California orders VW Group to fix 15,000 3.0L diesel vehicles
Latest Development Comes After Admission Of Three Auxiliary Emissions Control Devices
"We expect full cooperation in this investigation so this issue can be addressed expeditiously and appropriately," wrote Annette Herbert, chief of emissions compliance.
The violations first surfaced in a meeting last week between California regulatory officials and Audi executives. In that meeting, Audi admitted certain versions of A6, A7, A8, Q5 and Q7 models contained three previously undisclosed auxiliary emissions control devices.
An auxiliary device is not necessarily the same as a defeat device that intentionally cheats on emissions testing, but Audi and other affected brands hadn't disclosed the existence of the AECDs, which is a violation of the state's health and safety code. Had they been disclosed prior to vehicle certification, there's a possibility CARB may have approved use of the devices. In a statement Wednesday, CARB did not elaborate on whether it considered the three devices mere AECDs or defeat devices.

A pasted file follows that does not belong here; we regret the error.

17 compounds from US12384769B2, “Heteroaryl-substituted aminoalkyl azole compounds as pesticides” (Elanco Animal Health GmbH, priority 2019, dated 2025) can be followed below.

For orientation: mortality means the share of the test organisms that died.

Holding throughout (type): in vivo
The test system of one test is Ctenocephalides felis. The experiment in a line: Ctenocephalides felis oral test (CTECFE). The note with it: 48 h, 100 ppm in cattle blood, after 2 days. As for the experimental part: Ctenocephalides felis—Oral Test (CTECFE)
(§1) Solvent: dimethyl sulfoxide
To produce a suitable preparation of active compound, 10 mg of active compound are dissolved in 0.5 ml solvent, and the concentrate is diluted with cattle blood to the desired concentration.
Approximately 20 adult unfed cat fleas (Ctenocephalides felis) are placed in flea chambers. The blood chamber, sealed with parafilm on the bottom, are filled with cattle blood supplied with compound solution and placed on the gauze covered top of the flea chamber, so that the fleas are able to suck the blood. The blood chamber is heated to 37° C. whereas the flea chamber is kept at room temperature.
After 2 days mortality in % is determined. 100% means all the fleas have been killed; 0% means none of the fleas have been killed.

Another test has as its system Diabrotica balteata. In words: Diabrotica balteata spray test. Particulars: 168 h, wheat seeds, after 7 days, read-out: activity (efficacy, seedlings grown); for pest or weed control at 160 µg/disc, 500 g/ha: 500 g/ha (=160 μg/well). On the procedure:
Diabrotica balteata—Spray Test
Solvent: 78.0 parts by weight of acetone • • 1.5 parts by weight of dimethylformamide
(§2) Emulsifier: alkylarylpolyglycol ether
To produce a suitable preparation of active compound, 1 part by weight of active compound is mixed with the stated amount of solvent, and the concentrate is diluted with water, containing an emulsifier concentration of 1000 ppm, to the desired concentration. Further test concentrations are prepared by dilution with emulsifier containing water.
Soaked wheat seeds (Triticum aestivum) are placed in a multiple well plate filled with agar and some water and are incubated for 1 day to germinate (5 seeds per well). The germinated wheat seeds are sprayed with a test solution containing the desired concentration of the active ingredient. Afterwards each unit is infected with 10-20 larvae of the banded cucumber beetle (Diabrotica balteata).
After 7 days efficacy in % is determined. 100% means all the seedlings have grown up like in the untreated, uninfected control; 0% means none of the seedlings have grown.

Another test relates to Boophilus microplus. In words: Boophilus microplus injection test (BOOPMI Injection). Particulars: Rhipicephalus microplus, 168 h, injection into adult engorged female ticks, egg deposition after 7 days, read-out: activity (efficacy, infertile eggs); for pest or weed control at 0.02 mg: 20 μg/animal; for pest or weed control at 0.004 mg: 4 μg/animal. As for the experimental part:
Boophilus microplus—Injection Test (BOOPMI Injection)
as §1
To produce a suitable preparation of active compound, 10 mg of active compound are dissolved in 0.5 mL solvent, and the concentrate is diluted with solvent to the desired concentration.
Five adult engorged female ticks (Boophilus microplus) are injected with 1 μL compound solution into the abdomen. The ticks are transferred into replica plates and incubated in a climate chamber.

When Volkswagen submits its plan to fix the cars, CARB says it must include an assessment of how the repairs will affect fuel economy, performance, drivability, and the safety of each vehicle. The 15,000 cars affected in California are part of roughly 85,000 nationwide which contain the affected 3.0-liter engines. The US Environmental Protection Agency may soon address how it expects Volkswagen to fix the remaining cars.
"EPA and CARB are working closely and continue to investigate following the admission by Volkswagen that the issues EPA identified in the November 2nd NOV (Notice of Violations) extend to all 3.0-liter diesel Volkswagen, Audi, and Porsche vehicles," an agency spokesperson said in a statement Wednesday. "EPA will take all appropriate enforcement action."
The 3.0-liter developments, of course, come on top of the company's September admission that 482,000 diesels equipped with 2.0-liter engines contain defeat devices that detect emissions testing and alter the cars' performance. In real-world driving, those cars surpassed pollutions thresholds by as much as 40 times what's allowed by law.
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